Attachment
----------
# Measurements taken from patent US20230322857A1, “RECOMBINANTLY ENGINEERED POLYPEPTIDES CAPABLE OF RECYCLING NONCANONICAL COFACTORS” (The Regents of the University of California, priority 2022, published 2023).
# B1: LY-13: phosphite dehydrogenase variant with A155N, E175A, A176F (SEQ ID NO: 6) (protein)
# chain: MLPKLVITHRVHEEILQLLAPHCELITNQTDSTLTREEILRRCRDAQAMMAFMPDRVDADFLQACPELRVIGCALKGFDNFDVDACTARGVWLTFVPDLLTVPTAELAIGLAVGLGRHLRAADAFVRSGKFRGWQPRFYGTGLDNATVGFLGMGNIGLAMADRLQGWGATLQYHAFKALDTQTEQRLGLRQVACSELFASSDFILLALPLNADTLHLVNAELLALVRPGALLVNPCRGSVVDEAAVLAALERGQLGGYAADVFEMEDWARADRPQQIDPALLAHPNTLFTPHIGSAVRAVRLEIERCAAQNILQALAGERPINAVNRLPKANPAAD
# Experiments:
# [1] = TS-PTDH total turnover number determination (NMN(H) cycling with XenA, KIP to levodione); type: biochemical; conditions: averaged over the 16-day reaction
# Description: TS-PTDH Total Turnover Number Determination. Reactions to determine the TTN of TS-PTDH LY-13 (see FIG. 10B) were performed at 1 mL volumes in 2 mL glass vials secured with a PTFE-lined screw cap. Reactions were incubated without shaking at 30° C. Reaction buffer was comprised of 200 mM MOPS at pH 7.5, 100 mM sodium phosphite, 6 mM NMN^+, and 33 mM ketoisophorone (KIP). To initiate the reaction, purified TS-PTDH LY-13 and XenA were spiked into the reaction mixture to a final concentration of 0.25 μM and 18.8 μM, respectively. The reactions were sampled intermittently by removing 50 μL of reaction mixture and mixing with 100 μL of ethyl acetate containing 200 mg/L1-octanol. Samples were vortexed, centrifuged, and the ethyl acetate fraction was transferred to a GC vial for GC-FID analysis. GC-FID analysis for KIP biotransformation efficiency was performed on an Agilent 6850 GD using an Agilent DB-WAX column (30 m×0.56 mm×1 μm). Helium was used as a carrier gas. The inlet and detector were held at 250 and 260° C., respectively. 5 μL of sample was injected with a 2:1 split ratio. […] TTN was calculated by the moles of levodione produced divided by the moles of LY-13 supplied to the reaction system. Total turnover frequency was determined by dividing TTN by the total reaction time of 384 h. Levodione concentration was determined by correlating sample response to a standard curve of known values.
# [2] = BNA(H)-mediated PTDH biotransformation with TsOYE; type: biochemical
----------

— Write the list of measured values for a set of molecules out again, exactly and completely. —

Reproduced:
# Measurements taken from patent US20230322857A1, “RECOMBINANTLY ENGINEERED POLYPEPTIDES CAPABLE OF RECYCLING NONCANONICAL COFACTORS” (The Regents of the University of California, priority 2022, published 2023).
# B1: LY-13: phosphite dehydrogenase variant with A155N, E175A, A176F (SEQ ID NO: 6) (protein)
# chain: MLPKLVITHRVHEEILQLLAPHCELITNQTDSTLTREEILRRCRDAQAMMAFMPDRVDADFLQACPELRVIGCALKGFDNFDVDACTARGVWLTFVPDLLTVPTAELAIGLAVGLGRHLRAADAFVRSGKFRGWQPRFYGTGLDNATVGFLGMGNIGLAMADRLQGWGATLQYHAFKALDTQTEQRLGLRQVACSELFASSDFILLALPLNADTLHLVNAELLALVRPGALLVNPCRGSVVDEAAVLAALERGQLGGYAADVFEMEDWARADRPQQIDPALLAHPNTLFTPHIGSAVRAVRLEIERCAAQNILQALAGERPINAVNRLPKANPAAD
# Experiments:
# [1] = TS-PTDH total turnover number determination (NMN(H) cycling with XenA, KIP to levodione); type: biochemical; conditions: averaged over the 16-day reaction
# Description: TS-PTDH Total Turnover Number Determination. Reactions to determine the TTN of TS-PTDH LY-13 (see FIG. 10B) were performed at 1 mL volumes in 2 mL glass vials secured with a PTFE-lined screw cap. Reactions were incubated without shaking at 30° C. Reaction buffer was comprised of 200 mM MOPS at pH 7.5, 100 mM sodium phosphite, 6 mM NMN^+, and 33 mM ketoisophorone (KIP). To initiate the reaction, purified TS-PTDH LY-13 and XenA were spiked into the reaction mixture to a final concentration of 0.25 μM and 18.8 μM, respectively. The reactions were sampled intermittently by removing 50 μL of reaction mixture and mixing with 100 μL of ethyl acetate containing 200 mg/L1-octanol. Samples were vortexed, centrifuged, and the ethyl acetate fraction was transferred to a GC vial for GC-FID analysis. GC-FID analysis for KIP biotransformation efficiency was performed on an Agilent 6850 GD using an Agilent DB-WAX column (30 m×0.56 mm×1 μm). Helium was used as a carrier gas. The inlet and detector were held at 250 and 260° C., respectively. 5 μL of sample was injected with a 2:1 split ratio. […] TTN was calculated by the moles of levodione produced divided by the moles of LY-13 supplied to the reaction system. Total turnover frequency was determined by dividing TTN by the total reaction time of 384 h. Levodione concentration was determined by correlating sample response to a standard curve of known values.
# [2] = BNA(H)-mediated PTDH biotransformation with TsOYE; type: biochemical